“We strive to design products that create and capture value for our clients and their tenants by harnessing the power of technology,” the company says. This includes 3D renders and tours, virtual staging, drone production, and more.
GrydPark is one interesting product from the company. The digital platform for property owners was concocted to optimize profitability of parking assets.
Gryd notes how there will “always be a demand for parking” and also sees a “need for more flexible parking options for commuters and residents.”
GrydPark is designed to “help you increase the profitability of your parking lot, giving you the financial freedom to re-invest in your business,” says Gryd. “Making use of existing parking inventory creates a new revenue opportunity and fills in a public need by providing convenient, affordable, and reliable parking options.”
Maximize earnings by listing under-utilized parking spaces on a marketplace to drive revenue. Then track and report on every aspect of your parking operations with real-time data, the company says.
Simplifying RE Investing
Vancouver-based real estate investing platform Parvis announced in June a partnership with embedded financial technology solutions provider VoPay. The collaboration aims to offer real estate investors a simpler, faster, and more secure payment method than cheques or wire transfers.
Parvis Invest recently launched a blockchain-powered platform that offers comprehensive Exempt Market Dealer services to developers across Canada—a service that will be further optimized with EFT payment solutions, according to a statement from the BC fintech.
“Integrating EFTs can be complex, and working with a team that not only has cutting-edge technology but also offers excellent customer service is critical in our current growth stage,” stated David Michaud, CEO of Parvis Invest. “As we continue to scale our business, we will experiment with more embedded payments solutions to sustain consistent growth and output over the long term.”
With VoPay’s EFT solutions, it will offer Parvis’ customers a new payment gateway that does not require a bank branch visit to do a wire transfer.
These efficiencies will not only enhance the customer experience but also enable control and visibility, improve cash flow, strengthen security and drive revenue, according to Parvis.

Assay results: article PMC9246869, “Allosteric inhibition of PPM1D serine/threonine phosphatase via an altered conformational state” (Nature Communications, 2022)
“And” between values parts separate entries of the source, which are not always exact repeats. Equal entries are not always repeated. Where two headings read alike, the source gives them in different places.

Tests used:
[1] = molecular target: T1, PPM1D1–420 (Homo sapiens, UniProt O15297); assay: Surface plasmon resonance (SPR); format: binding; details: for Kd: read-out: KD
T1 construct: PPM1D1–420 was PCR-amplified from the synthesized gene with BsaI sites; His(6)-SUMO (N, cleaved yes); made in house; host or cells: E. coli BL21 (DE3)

Last year, Parvis raised $2.6 million in a seed round led by Gravitas Securities.
VoPay was founded in Vancouver in 2015.
Down Payment Help
Backed by a consortium of venture capital firms such as N49P, Forum Ventures, and Panache Ventures, Lotly is promising a future where homeownership is within reach for all Canadians.
Lotly’s model enables potential homeowners to buy a home with 5% down. The company steps in, investing alongside the buyer to reach the typically daunting 20% down payment mark.
“With the current economic climate and the challenges of the housing market, potential homeowners need to be aware of all their financing options,” says Martyna Gatkiewicz, the CEO of Lotly.
The platform’s impact is not confined to homeowners. Investors can start investing in real estate with as little as $1,000 through Lotly, with a projected average annual return of up to 15 percent.
When homes are sold or refinanced, investors receive their initial investment back, plus a share of the appreciated property value.
The company recently partnered with fellow Canadian fintech 8Twelve.
Real Estate Co-Pilot
Leveraging artificial intelligence, Toronto’s Structa wants to eliminate exhaustive hours spent on data collection and analysis that have plagued the real estate industry for years.
Founded by Richard Baugh, Irshad Shariff, and Alexandra Panousis, Structa is designed to be a co-pilot for real estate professionals.
The platform aggregates market analysis, generates precise financial models, and produces deal financing presentation materials with the goal of enhancing decision-making, saving time, and maximizing investment opportunities.
“The existing processes are cumbersome and inadequate,” believes Baugh. “With Structa, we want to bring an unprecedented level of efficiency and clarity to the decision-making process for real estate professionals.”